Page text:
The League of Young Voters

The “Shopocalypse” is upon us — By Melanie Horton
December 14, 2007, 1:32 am
Filed under: Uncategorized


Directed by Rob VanAlkemade; written by Mr. VanAlkemade, based on a story by Savitri D, Morgan Spurlock, Bill Talen and Mr. VanAlkemade; narrated by Alan Sklar; directors of photography, Alan Deutsch, Daniel Marracino, Martin Palafox, Alex Stikich and Mr. VanAlkemade; edited by Gavin Coleman, Stela Georgieva and Mr. VanAlkemade; music by William Moses; choir director and choreographer, James Solomon Benn; produced by Peter Hutchison, Stacey Offman and Mr. Spurlock; released by Warrior Poets Productions. In Manhattan at the Cinema Village, 22 East 12th Street, Greenwich Village. Running time: 90 minutes. This film is not rated.

What is it about Christmas holiday shopping that causes a 60-year-old woman to spit at a Best Buy clerk because they are sold out of Xboxes? Why is everyone so stressed out, feeling like they have to get everyone they know a gift they can’t afford and that the recipient probably doesn’t need?

I have come to view the winter holiday season with dread. Of course, I like the time off from work, being with friends and family and having many fun parties to attend. It’s the rampant consumerism and overindulgence that have come to characterize our holiday celebrations that leave me empty, wondering why we keep celebrating in this way—with frenzied and excessive shopping, a plethora of unhealthy foods and little time to actually relax and enjoy our loved ones. What Would Jesus Buy reassures me that that I’m not alone.
What Would Jesus Buy follows mock evangelist Reverend Billy (Bill Talen), his wife Savitri Durke who organizes his Church of Stop Shopping, and the Church’s gospel choir as they perform guerilla theatre in Times Square, the Mall of America and Disneyland the month leading up to Christmas in 2005. The Church is on a quest to get Americans to stop shopping.

“Telling people to stop shopping is a way to get their attention and get them thinking about how to shop with a conscience,” choir director James Solomon Benn explains.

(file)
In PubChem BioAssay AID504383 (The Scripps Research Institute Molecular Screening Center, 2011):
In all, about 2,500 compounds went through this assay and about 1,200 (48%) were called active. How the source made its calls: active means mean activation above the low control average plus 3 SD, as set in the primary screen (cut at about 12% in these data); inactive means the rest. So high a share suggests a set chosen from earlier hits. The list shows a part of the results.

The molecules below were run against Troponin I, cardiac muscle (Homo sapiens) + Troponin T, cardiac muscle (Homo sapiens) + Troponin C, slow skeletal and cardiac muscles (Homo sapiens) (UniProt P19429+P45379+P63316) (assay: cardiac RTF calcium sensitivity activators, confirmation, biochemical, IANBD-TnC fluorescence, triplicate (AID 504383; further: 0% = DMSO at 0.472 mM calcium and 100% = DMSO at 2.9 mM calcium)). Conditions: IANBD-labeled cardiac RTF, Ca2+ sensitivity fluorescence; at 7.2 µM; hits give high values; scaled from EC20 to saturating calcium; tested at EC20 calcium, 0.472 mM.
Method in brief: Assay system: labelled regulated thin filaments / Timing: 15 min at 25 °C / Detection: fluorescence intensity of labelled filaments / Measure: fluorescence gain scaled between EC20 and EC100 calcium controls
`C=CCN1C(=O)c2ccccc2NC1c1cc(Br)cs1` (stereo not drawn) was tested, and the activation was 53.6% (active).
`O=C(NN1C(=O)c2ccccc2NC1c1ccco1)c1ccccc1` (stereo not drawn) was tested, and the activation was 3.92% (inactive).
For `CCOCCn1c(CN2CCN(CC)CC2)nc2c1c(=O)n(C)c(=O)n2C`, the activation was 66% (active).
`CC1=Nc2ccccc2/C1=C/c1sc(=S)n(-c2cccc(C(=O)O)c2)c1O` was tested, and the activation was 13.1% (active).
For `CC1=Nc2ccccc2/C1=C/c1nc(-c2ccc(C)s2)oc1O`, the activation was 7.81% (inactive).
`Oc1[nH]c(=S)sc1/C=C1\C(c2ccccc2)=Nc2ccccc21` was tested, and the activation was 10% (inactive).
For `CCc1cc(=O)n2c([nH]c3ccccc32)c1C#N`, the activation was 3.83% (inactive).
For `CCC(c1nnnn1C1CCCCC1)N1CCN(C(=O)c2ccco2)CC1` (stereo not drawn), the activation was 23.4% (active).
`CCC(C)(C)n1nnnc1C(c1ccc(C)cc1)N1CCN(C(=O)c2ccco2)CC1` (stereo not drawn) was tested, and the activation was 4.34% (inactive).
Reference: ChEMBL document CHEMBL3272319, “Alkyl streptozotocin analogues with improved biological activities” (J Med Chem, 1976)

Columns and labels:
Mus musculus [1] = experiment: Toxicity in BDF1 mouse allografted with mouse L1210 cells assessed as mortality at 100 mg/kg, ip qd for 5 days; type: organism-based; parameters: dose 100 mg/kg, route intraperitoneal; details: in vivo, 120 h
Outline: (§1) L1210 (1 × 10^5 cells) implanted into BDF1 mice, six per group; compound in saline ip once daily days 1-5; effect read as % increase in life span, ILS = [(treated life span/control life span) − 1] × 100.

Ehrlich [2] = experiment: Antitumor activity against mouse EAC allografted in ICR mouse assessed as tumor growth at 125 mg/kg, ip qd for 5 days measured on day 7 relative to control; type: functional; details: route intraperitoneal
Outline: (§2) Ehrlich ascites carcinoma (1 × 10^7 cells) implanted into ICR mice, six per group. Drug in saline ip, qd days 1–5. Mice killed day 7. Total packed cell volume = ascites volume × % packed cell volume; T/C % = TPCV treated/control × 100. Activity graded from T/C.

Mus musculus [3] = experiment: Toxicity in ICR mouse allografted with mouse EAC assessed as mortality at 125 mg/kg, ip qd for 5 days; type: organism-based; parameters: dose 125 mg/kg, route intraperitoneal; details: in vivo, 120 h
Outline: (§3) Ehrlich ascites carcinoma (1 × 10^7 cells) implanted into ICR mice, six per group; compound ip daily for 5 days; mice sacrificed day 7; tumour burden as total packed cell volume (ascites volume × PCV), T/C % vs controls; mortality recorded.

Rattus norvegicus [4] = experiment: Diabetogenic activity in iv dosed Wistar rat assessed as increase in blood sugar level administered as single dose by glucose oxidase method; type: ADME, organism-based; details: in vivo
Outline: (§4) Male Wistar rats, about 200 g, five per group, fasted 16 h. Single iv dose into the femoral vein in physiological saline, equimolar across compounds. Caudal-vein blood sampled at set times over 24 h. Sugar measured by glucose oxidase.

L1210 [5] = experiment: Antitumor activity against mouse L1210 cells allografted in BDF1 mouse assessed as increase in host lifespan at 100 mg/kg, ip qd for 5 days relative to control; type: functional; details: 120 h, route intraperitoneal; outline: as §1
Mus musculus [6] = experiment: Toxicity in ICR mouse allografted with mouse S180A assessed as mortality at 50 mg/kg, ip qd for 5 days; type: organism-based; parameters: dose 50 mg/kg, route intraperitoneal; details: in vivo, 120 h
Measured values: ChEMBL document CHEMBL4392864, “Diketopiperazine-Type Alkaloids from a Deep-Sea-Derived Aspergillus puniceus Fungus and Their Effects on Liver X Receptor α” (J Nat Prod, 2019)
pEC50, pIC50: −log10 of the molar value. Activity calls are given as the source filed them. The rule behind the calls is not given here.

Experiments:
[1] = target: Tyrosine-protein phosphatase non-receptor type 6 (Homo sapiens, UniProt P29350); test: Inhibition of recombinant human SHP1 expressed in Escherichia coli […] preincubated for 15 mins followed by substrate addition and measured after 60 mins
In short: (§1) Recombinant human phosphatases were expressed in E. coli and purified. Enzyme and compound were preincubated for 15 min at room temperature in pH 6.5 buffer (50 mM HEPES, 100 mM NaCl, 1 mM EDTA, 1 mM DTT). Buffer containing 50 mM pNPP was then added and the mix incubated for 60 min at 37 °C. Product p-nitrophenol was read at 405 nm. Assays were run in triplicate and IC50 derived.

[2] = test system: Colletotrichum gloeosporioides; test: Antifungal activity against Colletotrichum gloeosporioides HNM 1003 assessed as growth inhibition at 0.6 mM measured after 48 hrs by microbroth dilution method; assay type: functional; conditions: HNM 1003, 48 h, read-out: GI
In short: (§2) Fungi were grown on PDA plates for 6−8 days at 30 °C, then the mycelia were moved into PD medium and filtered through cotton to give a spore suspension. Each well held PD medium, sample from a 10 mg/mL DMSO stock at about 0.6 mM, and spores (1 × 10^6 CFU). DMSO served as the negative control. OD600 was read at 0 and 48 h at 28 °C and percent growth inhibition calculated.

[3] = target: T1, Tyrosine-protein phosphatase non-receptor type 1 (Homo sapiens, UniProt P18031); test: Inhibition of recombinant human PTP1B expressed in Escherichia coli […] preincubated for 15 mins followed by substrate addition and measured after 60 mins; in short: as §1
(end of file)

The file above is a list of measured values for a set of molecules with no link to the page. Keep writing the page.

This film gives plenty of reasons why it is imperative that we curb our current national shopping habits—whether for the 5-million tons of extra waste generated around the holidays, the $2.4 trillion in U.S. consumer debt or the violence that breaks out when people are fighting over the season’s latest must-have.

The film glosses over issues that are exacerbated by rampant consumerism such as child labor, sweatshop conditions, depletion of resources, and the loss of vibrant downtowns and decent-paying jobs to big-box retailers. In one scene, three random tween girls—who they are and where they come from is never explained—search the Internet to learn about sweatshop conditions in Bangladesh, where one of their shirts was made. They find out that girls their own age regularly endure beatings and are forced to work 19-hour days for a pittance. The viewer is left to ponder who suffers so that we can have the goods we want.

While I appreciate writer-director Rob VanAlkemade’s attempt to highlight these serious issues, what I enjoyed most in this film were the scenes where the Church is preaching its gospel in malls, city streets and the parking lot of a big-box store. I wanted to jump out of my seat and join the choir as they caroled from one McMansion to the next spreading their gospel to the tune of familiar Christmas songs. Whether the Church has been able to get a significant number of people to change their consumption habits is questionable, but their brand of zany, high energy activism is inspiring to watch and illustrates some creative and humorous ways to draw attention to an issue.

One thing is for sure, we are being consumed by our consumption. The “shopocalypse” is that discounted luxury item we are always buying in the hopes that it will make us happy as we head further down the road to eternal debt. We are at a critical point where we seriously need to examine our shopping habits, where things come from and the environmental and human rights implications of our purchases. The message that the film wants us to take away is that by changing Christmas we would change the whole year.

Click here to watch the trailer.


1 Comment so far
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Very solid review, Mel. I’m glad we saw this. We should do more film night adventures.
Happy Holidays. Celebrate more…BUY NOTHING!

Comment by T$

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